As compared to the intersection ratio of 5 88 2.33. In the stepwise calculation, the ratio of the key components in the feed plate was 2.08 and 2.31 on the plate above. Thus the feed-plate composition utilized agrees with Eq. (9-12) satisfactorily.
In the foregoing derivations the feed could be vapor, liquid, or a mixture of the two, but it was assumed that the vapor and liquid leaving the feed plate were in equilibrium. In the case of an all-vapor feed that mixes with the vapor from the feed plate but does not react with the liquid on the plate, a similar derivation gives (Ref. 1)
This indicates the ratios of the concentrations of the key components on the plate above the feed plate, and the plate above that should straddle the intersection ratio for the key components. Or, if the nomenclature is changed such that the feed plate is the first plate with which this feed vapor reacts (i.e., the plate above) and not the plate into which it enters, then the criterion becomes the same as before.
Minimum Reflux Ratio. As in the case of binary mixtures, there is a reflux ratio below which it is not possible to obtain the desired separation of a multicomponent mixture even when an infinite number of plates is used. The calculation of this minimum for a multicomponent mixture is much more involved than for the corresponding binary mixture. The condition of the minimum reflux ratio requires that to perform the given separation an infinite number of plates must be needed, which means that there must be a pinched-in region where there are a large number of plates having the same composition, but for multicomponent mixtures of normal volatility this region usually does not occur at the feed plate as it does in the case of binary mixtures. Under this condition usually a relatively few plates above the feed serve to reduce the concentrations of the components less volatile than the heavy key component to negligible values, and then a true pinched-in condition does occur with only the heavy key and more volatile components present. Likewise, below the feed plate a relatively few plates reduce the concentrations of the components more volatile than the light key component to negligible values, and a true pinched-in condition occurs with only the light key and less volatile components present. Thus the tower operating at the minimum reflux ratio might be considered as being composed of five sections (Ref. 2): * v
(1) Starting at the still the only Aruvinnnents present in significant amounts are the light key and the less volatile components, and in proceeding up the tower in this bottom section, the concentration of the light key component increases relative to the concentrations of the heavy key and heavier components.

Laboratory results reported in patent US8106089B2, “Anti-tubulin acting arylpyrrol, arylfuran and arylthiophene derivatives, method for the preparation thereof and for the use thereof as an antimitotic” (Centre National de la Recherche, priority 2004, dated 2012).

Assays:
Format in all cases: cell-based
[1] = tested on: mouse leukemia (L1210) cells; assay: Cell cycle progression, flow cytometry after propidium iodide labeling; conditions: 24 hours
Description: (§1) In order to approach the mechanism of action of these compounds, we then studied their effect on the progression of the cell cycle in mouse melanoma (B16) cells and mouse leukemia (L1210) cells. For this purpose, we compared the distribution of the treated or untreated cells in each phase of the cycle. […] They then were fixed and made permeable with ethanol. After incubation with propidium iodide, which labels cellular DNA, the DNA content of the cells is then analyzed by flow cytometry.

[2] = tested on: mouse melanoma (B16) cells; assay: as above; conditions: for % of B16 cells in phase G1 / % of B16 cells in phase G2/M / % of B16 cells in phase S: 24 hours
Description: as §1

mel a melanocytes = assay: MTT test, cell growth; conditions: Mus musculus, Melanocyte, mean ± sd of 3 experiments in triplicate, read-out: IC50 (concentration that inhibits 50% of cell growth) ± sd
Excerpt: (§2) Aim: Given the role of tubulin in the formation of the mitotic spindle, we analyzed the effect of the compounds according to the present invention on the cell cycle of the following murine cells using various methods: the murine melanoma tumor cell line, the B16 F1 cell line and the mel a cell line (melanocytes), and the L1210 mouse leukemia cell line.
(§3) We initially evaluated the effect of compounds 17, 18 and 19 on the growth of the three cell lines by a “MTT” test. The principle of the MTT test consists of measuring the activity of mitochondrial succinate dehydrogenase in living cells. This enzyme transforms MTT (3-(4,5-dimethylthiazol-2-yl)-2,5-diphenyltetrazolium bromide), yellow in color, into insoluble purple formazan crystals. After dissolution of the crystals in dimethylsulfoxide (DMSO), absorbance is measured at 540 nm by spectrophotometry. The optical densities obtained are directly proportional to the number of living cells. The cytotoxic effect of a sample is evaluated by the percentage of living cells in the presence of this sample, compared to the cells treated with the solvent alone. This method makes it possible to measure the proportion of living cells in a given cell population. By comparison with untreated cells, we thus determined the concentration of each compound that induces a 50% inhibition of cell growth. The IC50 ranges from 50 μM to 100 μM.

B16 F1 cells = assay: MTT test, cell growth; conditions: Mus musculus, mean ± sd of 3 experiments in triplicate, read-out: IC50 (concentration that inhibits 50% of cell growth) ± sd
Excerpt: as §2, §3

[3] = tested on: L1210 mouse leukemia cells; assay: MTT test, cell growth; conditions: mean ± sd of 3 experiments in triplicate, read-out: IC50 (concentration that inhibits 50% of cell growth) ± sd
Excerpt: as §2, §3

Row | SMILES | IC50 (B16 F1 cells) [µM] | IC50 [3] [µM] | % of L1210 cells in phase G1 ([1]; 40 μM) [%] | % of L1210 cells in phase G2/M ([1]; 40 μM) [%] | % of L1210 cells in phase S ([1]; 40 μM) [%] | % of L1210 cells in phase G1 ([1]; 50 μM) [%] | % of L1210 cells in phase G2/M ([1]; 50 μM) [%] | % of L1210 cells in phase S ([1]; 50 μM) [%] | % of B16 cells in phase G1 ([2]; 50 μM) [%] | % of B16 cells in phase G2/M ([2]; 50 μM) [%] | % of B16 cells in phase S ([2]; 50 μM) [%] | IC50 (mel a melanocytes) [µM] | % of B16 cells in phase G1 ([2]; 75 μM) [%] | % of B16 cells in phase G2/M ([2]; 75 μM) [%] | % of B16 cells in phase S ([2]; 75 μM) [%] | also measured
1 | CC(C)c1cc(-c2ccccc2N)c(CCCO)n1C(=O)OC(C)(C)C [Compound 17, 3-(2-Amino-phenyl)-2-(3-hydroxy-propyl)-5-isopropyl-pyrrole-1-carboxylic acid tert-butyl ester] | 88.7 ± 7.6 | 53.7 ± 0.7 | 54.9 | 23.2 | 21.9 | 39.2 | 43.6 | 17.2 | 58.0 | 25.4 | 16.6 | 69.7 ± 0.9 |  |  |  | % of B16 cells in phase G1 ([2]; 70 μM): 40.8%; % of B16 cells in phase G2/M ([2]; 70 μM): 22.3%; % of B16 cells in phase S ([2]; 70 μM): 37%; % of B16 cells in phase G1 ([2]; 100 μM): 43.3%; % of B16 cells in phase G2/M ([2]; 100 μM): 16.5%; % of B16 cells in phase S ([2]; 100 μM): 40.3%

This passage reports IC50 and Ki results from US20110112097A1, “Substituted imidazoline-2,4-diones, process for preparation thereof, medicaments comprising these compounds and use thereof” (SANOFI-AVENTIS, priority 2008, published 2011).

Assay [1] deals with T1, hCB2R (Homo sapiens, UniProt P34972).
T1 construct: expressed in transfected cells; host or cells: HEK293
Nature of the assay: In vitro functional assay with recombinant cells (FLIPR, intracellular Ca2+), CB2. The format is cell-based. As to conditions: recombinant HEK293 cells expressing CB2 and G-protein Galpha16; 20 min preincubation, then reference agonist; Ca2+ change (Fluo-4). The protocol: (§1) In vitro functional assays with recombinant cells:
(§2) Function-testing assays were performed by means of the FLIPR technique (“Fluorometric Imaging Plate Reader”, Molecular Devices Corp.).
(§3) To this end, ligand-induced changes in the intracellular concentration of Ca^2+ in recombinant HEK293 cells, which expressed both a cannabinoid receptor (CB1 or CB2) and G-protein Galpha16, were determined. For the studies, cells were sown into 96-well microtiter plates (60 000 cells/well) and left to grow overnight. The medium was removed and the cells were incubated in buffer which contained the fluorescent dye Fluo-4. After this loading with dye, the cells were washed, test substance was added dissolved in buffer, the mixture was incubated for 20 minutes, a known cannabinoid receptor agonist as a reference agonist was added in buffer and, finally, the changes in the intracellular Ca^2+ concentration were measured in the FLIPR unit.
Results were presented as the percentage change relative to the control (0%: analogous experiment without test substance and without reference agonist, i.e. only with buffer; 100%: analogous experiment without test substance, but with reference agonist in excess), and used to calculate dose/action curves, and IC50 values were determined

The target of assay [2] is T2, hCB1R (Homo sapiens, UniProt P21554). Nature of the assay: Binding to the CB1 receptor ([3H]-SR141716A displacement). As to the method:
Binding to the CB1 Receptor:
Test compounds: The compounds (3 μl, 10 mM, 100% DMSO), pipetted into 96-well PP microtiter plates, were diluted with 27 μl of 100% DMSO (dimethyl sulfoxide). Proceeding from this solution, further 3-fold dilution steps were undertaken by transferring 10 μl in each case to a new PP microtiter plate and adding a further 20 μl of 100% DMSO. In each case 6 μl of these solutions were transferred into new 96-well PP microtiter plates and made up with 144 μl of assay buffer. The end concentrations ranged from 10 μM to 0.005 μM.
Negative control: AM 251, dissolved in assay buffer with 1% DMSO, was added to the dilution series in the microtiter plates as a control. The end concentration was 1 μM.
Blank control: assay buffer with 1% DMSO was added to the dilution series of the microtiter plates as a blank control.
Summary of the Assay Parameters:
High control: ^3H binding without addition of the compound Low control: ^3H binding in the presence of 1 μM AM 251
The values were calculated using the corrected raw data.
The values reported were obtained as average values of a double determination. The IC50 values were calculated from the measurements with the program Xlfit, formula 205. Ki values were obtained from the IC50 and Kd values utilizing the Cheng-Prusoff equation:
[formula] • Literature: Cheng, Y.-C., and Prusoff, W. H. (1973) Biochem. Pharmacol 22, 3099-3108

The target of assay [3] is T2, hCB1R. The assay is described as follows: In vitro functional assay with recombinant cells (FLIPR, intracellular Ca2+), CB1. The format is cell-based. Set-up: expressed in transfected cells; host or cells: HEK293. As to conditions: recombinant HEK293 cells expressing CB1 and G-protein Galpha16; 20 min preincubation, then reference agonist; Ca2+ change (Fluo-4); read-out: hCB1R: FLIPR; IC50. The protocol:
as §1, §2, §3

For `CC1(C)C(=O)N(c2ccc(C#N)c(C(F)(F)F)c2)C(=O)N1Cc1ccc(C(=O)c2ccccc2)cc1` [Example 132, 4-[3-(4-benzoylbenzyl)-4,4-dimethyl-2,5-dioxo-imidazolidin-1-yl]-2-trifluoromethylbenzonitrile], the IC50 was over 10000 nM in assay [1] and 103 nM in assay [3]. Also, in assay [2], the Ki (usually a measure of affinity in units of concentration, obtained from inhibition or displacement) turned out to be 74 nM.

2. Above section 1 is a pinched-in region where the concentrations of the light key and the less volatile components are all con^iant, and an infinite number of plates is required to produce a finite change in the plate composition.
3. Next there is an intermediate region where the concentrations of the components less volatile than the heavy key component decrease to negligible values and where the concentrations of the components more volatile than the light key component increase to significant values.
4. Above section 3 is another pinched-in region where the concentrations of the heavy key and the more volatile components are all constant, and an infinite number of the plates is required to produce a finite change in plate composition.
5. A section exists where the concentration of the heavy key component decreases relative to the concentration of the more volatile components until the overhead composition is obtained.
Actually there is no sharp line of demarcation between these five sections, but this division serves as a useful picture for considering the case of the minimum reflux ratio. The feed to the fractionating column would be introduced on some plate in intermediate section 3, and the true criterion for the minimum reflux ratio should be based on matching the ratio of the concentrations of the key components above and below the feed plate under conditions such that a pinched-in section occurs both above and below the feed plate. For mixtures of normal volatility, a pinched-in region in only one section does not necessarily mean that an infinite number of plates would be required to perform the desired separation at the reflux ratio under consideration, since by relocating the feed plate, such as to shift the ratio of the concentrations of the key components at this plate, the section that was not limited could be made to do more separation and thereby relieve the load on the pinched-in section. In other words, for mixtures of normal volatilities the condition of the minimum reflux ratio is not determined by either the fractionation above or below the feed plate alone, but is determined such that the separation is limited both above and below the feed.1 The conditions in the intermediate feed section lead to